To be sure the steps were in the right order, we tested two different variants with the second variant out performing the first variant:

After proven successful on mobile we tested and rolled out the experience on web and saw a further lift in retention as well.

What we did next

With the success we had in onboarding, we worked quickly to ensure that other invite friends screens matched the experience. I made a few tweaks to the design so that it fit better within those areas of the product. Since this new design was for existing users and not during onboarding, we wanted to surface inviting friends over finding friends to get more users. Alongside this update to the old design, we were testing what people were using most to invite their friends to Wattpad. We then set a new default for how many we showed and in what order.

Could we do better?

On the growth team we always have to ask if we can do more with what we’ve done. We’re constantly prioritizing what small additional tweaks we could do now without escalating over other large projects in the pipeline. For this next experiment, we wanted to see if we could increase visibility for these screens. We spent the next few weeks testing optimal spots in our app to put the new invite friends design. Even though the rest of the app used icons, a lot of literature suggested that text buttons usually out performs icon buttons, so I tested ‘Invite’ against an invite icon. For us, there was no statistical significance between the two so I kept it as an icon to remain consistent with the rest of the app. Always test what people say works and doesn’t work. You never know if the impact will be the same in your own product.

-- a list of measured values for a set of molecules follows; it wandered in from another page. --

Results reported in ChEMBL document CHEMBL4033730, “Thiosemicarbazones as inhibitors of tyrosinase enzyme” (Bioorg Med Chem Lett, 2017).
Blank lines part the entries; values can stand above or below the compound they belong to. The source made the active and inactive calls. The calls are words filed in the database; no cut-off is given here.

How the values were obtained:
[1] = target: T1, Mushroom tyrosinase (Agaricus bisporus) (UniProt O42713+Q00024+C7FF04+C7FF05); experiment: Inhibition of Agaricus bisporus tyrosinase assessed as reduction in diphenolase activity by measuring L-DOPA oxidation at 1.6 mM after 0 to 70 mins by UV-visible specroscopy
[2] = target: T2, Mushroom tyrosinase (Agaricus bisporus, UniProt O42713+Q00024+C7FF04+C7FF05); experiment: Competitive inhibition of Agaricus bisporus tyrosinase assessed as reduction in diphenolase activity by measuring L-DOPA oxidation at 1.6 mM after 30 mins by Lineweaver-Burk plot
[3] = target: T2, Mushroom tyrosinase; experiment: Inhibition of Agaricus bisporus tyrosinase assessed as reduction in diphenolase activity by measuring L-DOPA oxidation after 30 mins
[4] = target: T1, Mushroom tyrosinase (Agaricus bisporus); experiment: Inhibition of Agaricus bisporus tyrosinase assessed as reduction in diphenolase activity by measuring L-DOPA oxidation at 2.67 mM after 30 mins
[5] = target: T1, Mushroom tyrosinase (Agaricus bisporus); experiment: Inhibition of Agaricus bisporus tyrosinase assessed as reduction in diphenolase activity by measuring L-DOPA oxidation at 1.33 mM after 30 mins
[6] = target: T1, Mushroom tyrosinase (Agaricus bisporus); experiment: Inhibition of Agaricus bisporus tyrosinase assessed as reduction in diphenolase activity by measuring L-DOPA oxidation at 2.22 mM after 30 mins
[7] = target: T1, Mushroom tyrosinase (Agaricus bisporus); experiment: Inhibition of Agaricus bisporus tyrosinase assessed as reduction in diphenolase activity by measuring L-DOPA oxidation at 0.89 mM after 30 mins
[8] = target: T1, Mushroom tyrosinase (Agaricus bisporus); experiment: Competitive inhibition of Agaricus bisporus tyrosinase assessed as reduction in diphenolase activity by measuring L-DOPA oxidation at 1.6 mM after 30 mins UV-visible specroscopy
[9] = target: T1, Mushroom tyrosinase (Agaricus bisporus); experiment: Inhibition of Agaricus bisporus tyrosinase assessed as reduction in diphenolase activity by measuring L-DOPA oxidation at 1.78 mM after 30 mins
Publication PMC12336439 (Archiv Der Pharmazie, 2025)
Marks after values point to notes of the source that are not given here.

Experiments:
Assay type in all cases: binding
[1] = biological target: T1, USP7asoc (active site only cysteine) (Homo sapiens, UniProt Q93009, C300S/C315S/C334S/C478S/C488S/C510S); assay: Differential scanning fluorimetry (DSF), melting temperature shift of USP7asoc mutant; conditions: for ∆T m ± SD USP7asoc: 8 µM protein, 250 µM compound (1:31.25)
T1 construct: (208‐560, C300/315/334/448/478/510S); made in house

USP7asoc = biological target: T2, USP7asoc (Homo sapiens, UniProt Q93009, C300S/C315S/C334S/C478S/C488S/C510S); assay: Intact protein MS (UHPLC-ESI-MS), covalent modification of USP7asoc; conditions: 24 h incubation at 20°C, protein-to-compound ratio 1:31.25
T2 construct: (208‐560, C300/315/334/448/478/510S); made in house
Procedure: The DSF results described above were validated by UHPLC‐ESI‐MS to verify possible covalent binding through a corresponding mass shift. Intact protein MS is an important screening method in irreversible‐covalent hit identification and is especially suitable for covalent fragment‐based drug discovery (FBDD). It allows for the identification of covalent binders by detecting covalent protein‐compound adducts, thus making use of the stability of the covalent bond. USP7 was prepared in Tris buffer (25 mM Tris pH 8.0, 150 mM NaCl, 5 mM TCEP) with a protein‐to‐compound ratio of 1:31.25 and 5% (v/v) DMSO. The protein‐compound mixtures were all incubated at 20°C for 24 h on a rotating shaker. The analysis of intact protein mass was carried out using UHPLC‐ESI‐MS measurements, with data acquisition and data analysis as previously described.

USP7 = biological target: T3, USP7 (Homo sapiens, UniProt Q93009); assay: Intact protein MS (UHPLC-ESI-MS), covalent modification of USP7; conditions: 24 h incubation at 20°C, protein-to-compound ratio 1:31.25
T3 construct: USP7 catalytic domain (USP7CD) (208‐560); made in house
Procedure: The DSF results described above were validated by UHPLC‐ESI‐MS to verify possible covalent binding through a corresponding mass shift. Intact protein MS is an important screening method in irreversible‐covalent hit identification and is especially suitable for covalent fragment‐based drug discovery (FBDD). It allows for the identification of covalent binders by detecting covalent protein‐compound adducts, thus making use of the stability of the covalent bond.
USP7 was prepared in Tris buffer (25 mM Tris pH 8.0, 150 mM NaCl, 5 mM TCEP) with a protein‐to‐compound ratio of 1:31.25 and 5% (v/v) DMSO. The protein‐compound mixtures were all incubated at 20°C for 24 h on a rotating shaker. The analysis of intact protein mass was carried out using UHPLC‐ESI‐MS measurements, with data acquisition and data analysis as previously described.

After we released these changes and updates, we saw a staggering lift in the activity on invite friends screen for existing users which ultimately lead to higher retention.

What I would do differently now

Although the second variant from the onboarding experiments did better than the first, the results raised more questions. What if we recommended better targeted stories based on who you followed. Would that improve the ‘choose stories’ step of our onboarding and further increase retention? Also, what stories do we recommend? Stories users are recommending, or what those users have written, or both?

Because these new hypotheses were larger in scope we couldn’t run them right away. I’m hoping to further test these in an upcoming quarter. I plan on writing more about this once we run the proposed new variants.

Key lessons from who to follow:

1. Before delving heavily into design iterations, narrow down your information architecture for the experiment.

2. Design iterations can also surface issued not accounted for. Be prepared to rework IA if necessary.

3. Providing context for users helps usability and increases activity.

4. Don’t just stop after successes or failures. Always ask is there more we can do? Often, you’ll find ways to apply learnings and experiences to other areas of your product.

5. Don’t only follow advice on what’s worked and what hasn’t worked on other products. Always test to see if that’s true for you.

6. Testing will often surface more tests to run in the future. Be sure to document and make a plan for further iterations.